Violation Poetics, an interview with Shawnie Hamer

Our Senior Editor, Alexa Chrisbacher, sat down with Shawnie Hamer to explore “the experiment,” lineage, and body and sexuality in writing.

Alexa Chrisbacher: What kind of work do you usually make?  Who are your major influences?  Do you consider your work experimental?


Shawnie Hamer: My work tends to lean into trauma and the female body. More specifically, because of my background/upbringing, how dominant constructions have indoctrinated my views of the self, the body, and sexuality.  The things we carry (un)knowingly. Writing about these issues is an act of activism for me, as this trauma is not always exposed. Though my writing often comes from the personal, my hope is that there is a multiplicity within the lines that many female or female identifying voices can relate to.

One of my major influences is Jeanette Winterson’s Written on the Body. I am fascinated how bodies interact with each other in intimate relationships. I believe there is a stigma in modern poetry circles against writing about love, and yet it is the one thing we have in common. I keep it by my bed as a constant reminder of what I hope to accomplish in my work.

Other poets that are really influencing me right now are Bhanu Kapil, Samiya Bashir, and H.D.

Also, my cohort is the biggest influence on my writing. They are brilliant and beautiful and constantly pushing me to find a strength in my writing I didn’t know was possible.



AC: Are you working on any projects right now?  What are the motivating interests/influences behind it?  What are your visions for the end result?


SH: I am working on two big projects right now. The first was started in Bhanu’s Architecture class. It is an experimentation of reframing the “I” and “You” of a romantic relationship through the lens of an architectural structure, more specifically a geodesic dome.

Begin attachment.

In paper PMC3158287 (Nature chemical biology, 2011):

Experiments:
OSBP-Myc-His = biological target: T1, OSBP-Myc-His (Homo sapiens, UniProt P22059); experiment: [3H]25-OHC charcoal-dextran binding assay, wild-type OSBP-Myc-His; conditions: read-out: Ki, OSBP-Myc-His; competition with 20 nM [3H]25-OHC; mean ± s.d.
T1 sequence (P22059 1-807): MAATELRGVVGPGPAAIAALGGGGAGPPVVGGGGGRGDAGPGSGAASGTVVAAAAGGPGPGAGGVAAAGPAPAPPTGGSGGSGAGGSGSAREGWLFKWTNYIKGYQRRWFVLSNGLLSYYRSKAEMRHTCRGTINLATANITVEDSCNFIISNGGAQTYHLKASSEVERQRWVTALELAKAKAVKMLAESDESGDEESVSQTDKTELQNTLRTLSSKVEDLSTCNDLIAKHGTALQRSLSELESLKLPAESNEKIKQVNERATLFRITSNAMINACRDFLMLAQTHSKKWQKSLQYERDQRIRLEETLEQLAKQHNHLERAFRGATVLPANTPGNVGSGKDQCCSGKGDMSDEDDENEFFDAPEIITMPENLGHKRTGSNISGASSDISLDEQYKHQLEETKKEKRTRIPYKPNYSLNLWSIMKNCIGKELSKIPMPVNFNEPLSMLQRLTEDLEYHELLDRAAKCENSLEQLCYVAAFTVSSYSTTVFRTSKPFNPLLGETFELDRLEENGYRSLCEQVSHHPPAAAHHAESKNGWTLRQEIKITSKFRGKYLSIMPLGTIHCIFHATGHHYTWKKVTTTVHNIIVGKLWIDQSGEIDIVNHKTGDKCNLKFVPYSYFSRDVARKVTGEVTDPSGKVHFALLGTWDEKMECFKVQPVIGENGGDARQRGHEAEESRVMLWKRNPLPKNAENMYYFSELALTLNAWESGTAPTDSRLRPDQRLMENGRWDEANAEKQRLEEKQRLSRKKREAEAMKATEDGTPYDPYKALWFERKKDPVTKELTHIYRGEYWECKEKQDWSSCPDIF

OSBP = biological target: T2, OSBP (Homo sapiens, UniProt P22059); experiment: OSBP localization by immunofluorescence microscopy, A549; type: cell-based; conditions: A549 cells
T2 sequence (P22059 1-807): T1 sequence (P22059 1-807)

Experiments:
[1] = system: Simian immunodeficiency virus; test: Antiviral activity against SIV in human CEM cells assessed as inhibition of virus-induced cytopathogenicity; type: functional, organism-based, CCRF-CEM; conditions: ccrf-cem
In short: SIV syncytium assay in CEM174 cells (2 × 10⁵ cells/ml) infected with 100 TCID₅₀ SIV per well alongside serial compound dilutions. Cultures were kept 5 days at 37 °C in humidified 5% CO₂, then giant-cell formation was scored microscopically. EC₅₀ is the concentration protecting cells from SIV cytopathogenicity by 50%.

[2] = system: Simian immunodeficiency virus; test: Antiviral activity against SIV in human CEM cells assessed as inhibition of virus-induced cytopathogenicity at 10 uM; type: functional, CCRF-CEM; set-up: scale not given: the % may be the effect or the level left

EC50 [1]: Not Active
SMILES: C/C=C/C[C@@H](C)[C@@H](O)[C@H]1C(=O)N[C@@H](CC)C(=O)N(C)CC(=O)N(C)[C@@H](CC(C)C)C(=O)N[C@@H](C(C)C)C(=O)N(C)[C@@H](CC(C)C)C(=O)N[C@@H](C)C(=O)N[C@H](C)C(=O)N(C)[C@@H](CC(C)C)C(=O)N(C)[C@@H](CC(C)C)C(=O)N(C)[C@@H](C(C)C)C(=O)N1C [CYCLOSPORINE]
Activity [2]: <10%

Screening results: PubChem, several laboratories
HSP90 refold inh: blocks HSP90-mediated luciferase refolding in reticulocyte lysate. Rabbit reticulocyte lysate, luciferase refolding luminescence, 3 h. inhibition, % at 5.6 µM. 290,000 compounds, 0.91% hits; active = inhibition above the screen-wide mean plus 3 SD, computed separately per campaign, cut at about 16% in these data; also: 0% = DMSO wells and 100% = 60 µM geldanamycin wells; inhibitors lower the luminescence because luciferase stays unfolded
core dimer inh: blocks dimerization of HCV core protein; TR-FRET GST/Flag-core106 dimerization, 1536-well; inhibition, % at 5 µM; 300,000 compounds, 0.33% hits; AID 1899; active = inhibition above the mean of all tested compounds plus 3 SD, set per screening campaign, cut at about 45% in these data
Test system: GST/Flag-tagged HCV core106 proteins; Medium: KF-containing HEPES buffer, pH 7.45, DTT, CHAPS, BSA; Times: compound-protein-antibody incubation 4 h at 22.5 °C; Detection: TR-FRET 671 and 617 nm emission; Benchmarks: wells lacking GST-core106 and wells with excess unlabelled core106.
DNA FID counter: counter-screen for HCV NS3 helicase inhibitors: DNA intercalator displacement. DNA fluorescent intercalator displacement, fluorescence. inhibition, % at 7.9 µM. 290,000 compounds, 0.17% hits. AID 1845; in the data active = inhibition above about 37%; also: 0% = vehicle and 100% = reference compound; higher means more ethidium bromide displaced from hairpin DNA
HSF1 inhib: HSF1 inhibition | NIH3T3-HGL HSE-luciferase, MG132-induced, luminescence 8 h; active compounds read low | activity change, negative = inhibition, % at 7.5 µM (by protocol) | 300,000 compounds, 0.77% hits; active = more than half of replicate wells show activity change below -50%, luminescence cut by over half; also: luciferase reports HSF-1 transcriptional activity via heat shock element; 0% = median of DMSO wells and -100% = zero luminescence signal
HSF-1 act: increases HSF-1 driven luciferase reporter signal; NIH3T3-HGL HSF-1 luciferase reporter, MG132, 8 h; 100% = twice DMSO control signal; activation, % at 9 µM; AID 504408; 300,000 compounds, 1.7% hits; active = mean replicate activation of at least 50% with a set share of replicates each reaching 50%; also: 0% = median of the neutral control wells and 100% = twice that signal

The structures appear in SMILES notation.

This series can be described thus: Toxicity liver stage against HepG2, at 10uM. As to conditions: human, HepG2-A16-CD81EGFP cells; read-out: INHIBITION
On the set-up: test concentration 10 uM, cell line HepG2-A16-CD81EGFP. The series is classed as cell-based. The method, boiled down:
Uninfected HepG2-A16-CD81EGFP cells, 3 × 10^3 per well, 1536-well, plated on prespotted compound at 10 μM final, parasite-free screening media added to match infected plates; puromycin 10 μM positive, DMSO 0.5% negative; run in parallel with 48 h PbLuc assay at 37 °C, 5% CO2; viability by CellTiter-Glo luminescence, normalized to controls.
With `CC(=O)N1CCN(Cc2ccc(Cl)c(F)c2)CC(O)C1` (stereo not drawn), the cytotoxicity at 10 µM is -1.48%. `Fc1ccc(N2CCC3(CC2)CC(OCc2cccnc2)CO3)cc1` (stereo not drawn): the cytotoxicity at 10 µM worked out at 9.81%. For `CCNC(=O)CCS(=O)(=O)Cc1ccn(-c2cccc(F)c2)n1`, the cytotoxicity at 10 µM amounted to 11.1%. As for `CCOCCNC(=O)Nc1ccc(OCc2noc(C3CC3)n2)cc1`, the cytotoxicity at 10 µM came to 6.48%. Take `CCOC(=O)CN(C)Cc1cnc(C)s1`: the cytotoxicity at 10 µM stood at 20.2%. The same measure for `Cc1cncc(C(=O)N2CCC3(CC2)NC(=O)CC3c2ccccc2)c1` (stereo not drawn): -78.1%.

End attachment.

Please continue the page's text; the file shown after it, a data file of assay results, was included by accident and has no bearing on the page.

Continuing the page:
The second project is my critical thesis, which is on a topic very near and dear to me. I am exploring/inventing a term I have titled “Violation Poetics.” This term dissects masculine language, its violation of the female body, and how by creating art the female body, in turn, violates the dominant conventions. I am focusing this theory specifically to populations in conservative/rural areas of the United States. Stay tuned.



AC: How has the JKS lineage interacted with your writing and other artistic endeavors?  Do you consider yourself part of this lineage, do you think your work is in conversation with it?


SH: Part of the lineage of JKS is that of pushing boundaries and leaning into the fray to enact change. It is about community. It is about holding yourself and institutions accountable. In this way, I do consider myself and my work a part of this lineage.



AC: Every generation of writers is classified into a group (ie Outrider, Beat, New School, etc).  What do you think the state of writing is for this current generation of makers?  How would you and your peeps classify yourselves in the larger scope of poetics and culture?


SH: I think this is a tough topic to navigate for a lot of the current generation. There is a desire to be like the writers that many of us have been so influenced by, but there is also an understanding of the issues these groups had. I think it boils down to the fear every artist has had since the beginning of time… we want to be relevant. However, that being said, it’s kind of all bullshit if you really think about it. It’s an illusion. I think my peeps and I would go for the “or not” option. Why should we limit ourselves and our work to a label? We want to write. We are passionate about change. We don’t need a name for that.



SH: To participate in poetics is to be in conversation with “the experiment,” as defined by each individual and group.  To you, what experiment are you interacting with through your work, practices and creative actions?


AC: “The experiment” is such a broad (and sometimes overused) term in modern poetics. I have thought a lot about this and all I can say is, to me, the experiment is subjective. It’s personal. A writer can smear shit and piss over their work and be in conversation with the experiment. A writer can work with traditional sonnets and be in conversation with the experiment. Personally, I find my experiment to be following intuition. Trusting myself and my writing when it needs to go too far, or stop completely. I think the experiment is truly pushing yourself to continue to learn and expand your work. If you think you are an expert and have no need for this anymore, you are involved with the experiment.

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Naropa Campuses Closed on Friday, March 15, 2024

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